Monday, July 20, 2015

Eco-friendly Acts for City Dwellers

I've always been involved in environmentalism because I come from a generation of farmers.
My parents moved our family to San Diego when I was 5 and with that upgrade came new expenses. We lived in a small apartment where I shared my room with my sister. It wasn't until high school that we were able to rent a house, with my own room! With this process of adapting, we were almost forced into frugal decisions. However I rarely felt inconvenienced by these sacrifices because they just became a way of life. Now in my early 30's, I find myself empowered by the friendships I have with like-minded people who support environmentalism with the same easy approach. I am constantly learning better ways and deeper information from these relationships.

Since Californian media has been slightly more vocal about the declining state of our serious drought, I have seen more general curiosity. Many of this interest is generated from young people who live in small urban areas, who want to conserve but don't know what is possible.
I wanted to share a few things I have implemented in my home with hopes that it will activate others to make a few simple, but effective changes.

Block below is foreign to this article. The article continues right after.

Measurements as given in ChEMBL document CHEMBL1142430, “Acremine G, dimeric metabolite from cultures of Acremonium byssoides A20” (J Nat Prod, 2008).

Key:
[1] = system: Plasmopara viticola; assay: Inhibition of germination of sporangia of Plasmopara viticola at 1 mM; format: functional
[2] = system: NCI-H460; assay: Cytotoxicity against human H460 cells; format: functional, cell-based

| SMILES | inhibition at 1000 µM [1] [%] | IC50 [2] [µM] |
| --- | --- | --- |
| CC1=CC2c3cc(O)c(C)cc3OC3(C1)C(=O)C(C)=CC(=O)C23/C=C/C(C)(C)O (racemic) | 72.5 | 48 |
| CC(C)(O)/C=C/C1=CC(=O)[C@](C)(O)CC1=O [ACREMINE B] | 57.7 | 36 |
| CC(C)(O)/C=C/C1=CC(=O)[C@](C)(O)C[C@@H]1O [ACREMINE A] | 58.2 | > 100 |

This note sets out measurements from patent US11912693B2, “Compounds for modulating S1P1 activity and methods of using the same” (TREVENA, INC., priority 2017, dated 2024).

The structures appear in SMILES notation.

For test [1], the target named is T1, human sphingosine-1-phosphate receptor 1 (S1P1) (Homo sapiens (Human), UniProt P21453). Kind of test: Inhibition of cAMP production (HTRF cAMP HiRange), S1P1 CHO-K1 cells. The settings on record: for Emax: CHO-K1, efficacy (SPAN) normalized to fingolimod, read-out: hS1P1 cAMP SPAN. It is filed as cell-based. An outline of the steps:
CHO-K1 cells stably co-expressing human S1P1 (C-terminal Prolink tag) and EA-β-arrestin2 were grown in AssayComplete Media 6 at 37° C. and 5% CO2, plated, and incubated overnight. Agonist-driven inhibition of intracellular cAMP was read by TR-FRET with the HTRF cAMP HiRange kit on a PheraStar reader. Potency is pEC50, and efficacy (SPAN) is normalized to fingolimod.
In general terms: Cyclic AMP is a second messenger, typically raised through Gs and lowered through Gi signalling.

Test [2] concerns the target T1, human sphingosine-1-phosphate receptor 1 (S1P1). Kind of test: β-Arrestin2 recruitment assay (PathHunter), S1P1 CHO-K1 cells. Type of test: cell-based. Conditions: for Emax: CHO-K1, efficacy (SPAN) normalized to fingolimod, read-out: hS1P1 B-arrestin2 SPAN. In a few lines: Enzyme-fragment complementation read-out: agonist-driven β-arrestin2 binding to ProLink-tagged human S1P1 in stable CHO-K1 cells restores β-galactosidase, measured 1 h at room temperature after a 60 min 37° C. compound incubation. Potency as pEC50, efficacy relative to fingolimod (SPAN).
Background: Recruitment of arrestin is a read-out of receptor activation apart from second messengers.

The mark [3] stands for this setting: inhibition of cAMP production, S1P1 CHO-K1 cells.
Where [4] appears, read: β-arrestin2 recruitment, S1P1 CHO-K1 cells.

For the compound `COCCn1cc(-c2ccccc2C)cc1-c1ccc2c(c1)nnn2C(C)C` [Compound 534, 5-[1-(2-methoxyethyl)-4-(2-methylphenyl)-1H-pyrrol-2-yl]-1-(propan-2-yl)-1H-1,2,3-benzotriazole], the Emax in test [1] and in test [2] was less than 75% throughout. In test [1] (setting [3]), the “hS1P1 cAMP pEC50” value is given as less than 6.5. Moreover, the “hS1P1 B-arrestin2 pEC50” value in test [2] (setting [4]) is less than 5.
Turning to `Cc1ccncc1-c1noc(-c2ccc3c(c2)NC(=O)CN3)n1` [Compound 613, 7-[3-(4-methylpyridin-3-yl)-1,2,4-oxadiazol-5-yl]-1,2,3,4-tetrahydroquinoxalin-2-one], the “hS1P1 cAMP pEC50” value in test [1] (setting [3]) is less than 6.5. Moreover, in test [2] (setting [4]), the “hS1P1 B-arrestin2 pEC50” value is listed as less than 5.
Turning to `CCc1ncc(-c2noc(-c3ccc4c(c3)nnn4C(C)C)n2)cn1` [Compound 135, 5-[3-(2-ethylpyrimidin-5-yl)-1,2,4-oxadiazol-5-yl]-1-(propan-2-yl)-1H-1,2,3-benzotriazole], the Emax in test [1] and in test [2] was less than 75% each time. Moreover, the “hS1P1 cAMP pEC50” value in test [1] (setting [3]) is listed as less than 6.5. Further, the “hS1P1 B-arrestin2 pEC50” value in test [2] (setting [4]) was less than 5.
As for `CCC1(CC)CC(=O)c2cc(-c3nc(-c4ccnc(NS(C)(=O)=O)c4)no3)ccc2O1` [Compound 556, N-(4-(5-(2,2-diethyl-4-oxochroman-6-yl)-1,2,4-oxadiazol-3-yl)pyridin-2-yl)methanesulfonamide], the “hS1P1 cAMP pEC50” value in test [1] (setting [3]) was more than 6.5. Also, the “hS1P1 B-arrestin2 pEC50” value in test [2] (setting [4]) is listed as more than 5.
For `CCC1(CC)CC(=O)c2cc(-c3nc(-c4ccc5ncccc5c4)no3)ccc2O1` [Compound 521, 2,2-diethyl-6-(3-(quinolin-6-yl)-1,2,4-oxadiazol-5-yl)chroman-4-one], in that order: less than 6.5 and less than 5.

One thing I (sadly) know to be true... Americans are lazy people. More often than not, we will take the path of least resistance. Therefore, I've found the best way to get actual results is through perpetual participation. By this I mean, habit. Here are some happy habits to consider:

1. Recycle- duh.
In addition to 1 trashcan in my kitchen, I have 2 containers for recycling. This ratio creates a larger opportunity to recycle, than to throw out. They are right next to my chopping block and sink, so it's super easy to rinse containers and separate waste.
Many people have regular bin removal service from the city, but don't take part because they are unsure what can be recycled. Here is a complete directory, supplied by EDCO. Your local waste management will even send you a free magnetic guide so you can keep it on your fridge.

2. Reduce & Re-Use